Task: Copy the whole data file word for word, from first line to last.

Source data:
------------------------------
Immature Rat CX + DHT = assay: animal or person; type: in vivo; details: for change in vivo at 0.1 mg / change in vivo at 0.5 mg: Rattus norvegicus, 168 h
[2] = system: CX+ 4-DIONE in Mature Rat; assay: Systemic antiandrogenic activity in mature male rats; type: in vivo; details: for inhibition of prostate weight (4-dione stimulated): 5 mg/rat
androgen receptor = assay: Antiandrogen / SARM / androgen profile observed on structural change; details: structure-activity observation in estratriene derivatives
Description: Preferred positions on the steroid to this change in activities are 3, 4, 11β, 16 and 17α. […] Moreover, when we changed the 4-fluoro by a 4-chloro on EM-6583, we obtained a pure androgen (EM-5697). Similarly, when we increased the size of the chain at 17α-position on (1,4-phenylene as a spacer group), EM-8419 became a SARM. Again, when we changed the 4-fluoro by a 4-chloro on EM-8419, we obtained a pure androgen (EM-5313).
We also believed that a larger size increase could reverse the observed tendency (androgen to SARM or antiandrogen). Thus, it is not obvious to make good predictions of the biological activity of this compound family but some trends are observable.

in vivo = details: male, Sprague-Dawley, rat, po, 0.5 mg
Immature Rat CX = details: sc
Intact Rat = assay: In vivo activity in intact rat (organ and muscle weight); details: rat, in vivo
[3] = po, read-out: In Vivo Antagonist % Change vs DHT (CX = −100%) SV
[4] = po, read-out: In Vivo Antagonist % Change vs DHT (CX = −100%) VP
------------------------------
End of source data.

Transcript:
Immature Rat CX + DHT = assay: animal or person; type: in vivo; details: for change in vivo at 0.1 mg / change in vivo at 0.5 mg: Rattus norvegicus, 168 h
[2] = system: CX+ 4-DIONE in Mature Rat; assay: Systemic antiandrogenic activity in mature male rats; type: in vivo; details: for inhibition of prostate weight (4-dione stimulated): 5 mg/rat
androgen receptor = assay: Antiandrogen / SARM / androgen profile observed on structural change; details: structure-activity observation in estratriene derivatives
Description: Preferred positions on the steroid to this change in activities are 3, 4, 11β, 16 and 17α. […] Moreover, when we changed the 4-fluoro by a 4-chloro on EM-6583, we obtained a pure androgen (EM-5697). Similarly, when we increased the size of the chain at 17α-position on (1,4-phenylene as a spacer group), EM-8419 became a SARM. Again, when we changed the 4-fluoro by a 4-chloro on EM-8419, we obtained a pure androgen (EM-5313).
We also believed that a larger size increase could reverse the observed tendency (androgen to SARM or antiandrogen). Thus, it is not obvious to make good predictions of the biological activity of this compound family but some trends are observable.

in vivo = details: male, Sprague-Dawley, rat, po, 0.5 mg
Immature Rat CX = details: sc
Intact Rat = assay: In vivo activity in intact rat (organ and muscle weight); details: rat, in vivo
[3] = po, read-out: In Vivo Antagonist % Change vs DHT (CX = −100%) SV
[4] = po, read-out: In Vivo Antagonist % Change vs DHT (CX = −100%) VP